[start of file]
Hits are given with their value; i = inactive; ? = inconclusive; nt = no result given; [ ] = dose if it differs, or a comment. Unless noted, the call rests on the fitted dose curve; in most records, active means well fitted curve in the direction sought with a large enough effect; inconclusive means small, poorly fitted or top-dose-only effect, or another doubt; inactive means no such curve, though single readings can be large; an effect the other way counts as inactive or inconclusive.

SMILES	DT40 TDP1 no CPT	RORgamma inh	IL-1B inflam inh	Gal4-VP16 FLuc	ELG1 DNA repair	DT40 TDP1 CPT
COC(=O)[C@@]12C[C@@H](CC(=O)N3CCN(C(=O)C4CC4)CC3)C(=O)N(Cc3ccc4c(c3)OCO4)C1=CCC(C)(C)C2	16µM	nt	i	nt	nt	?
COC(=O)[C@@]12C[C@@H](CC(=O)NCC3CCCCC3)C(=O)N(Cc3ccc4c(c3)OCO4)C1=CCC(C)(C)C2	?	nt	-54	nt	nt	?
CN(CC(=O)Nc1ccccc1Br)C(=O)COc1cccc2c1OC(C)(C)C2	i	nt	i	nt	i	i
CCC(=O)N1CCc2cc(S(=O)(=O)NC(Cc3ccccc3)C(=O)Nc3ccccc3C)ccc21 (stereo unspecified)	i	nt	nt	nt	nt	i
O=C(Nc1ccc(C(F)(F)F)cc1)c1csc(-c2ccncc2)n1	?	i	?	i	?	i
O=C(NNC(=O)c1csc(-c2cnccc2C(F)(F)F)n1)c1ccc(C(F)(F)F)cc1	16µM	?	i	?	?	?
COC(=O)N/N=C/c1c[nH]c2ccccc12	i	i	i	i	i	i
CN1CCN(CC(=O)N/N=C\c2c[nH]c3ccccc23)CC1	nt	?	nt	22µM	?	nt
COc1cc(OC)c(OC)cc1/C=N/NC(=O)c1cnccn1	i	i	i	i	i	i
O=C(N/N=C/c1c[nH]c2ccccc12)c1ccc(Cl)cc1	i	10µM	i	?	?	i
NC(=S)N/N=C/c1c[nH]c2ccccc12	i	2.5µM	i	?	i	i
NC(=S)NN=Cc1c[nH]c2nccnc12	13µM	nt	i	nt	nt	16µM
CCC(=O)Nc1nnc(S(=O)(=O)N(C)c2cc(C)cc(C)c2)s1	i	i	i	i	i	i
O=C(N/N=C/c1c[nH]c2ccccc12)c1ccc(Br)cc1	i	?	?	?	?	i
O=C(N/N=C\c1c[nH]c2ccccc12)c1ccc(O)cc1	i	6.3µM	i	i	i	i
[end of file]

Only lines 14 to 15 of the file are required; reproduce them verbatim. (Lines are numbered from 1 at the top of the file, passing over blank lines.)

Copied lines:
NC(=S)NN=Cc1c[nH]c2nccnc12	13µM	nt	i	nt	nt	16µM
CCC(=O)Nc1nnc(S(=O)(=O)N(C)c2cc(C)cc(C)c2)s1	i	i	i	i	i	i